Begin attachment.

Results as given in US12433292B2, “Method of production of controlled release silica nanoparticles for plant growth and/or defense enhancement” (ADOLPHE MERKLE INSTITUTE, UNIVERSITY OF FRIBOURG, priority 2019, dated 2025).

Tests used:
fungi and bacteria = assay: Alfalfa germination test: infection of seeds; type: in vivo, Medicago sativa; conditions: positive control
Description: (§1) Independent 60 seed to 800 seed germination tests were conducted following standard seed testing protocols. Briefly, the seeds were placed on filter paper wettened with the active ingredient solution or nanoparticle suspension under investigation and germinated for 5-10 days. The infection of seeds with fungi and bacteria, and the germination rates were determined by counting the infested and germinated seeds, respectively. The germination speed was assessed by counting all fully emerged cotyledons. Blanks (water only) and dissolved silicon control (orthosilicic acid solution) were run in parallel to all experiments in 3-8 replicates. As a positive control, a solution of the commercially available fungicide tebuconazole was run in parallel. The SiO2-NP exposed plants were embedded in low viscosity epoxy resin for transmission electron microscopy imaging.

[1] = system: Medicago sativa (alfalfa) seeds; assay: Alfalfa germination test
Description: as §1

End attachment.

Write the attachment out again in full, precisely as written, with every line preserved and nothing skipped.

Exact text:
Results as given in US12433292B2, “Method of production of controlled release silica nanoparticles for plant growth and/or defense enhancement” (ADOLPHE MERKLE INSTITUTE, UNIVERSITY OF FRIBOURG, priority 2019, dated 2025).

Tests used:
fungi and bacteria = assay: Alfalfa germination test: infection of seeds; type: in vivo, Medicago sativa; conditions: positive control
Description: (§1) Independent 60 seed to 800 seed germination tests were conducted following standard seed testing protocols. Briefly, the seeds were placed on filter paper wettened with the active ingredient solution or nanoparticle suspension under investigation and germinated for 5-10 days. The infection of seeds with fungi and bacteria, and the germination rates were determined by counting the infested and germinated seeds, respectively. The germination speed was assessed by counting all fully emerged cotyledons. Blanks (water only) and dissolved silicon control (orthosilicic acid solution) were run in parallel to all experiments in 3-8 replicates. As a positive control, a solution of the commercially available fungicide tebuconazole was run in parallel. The SiO2-NP exposed plants were embedded in low viscosity epoxy resin for transmission electron microscopy imaging.

[1] = system: Medicago sativa (alfalfa) seeds; assay: Alfalfa germination test
Description: as §1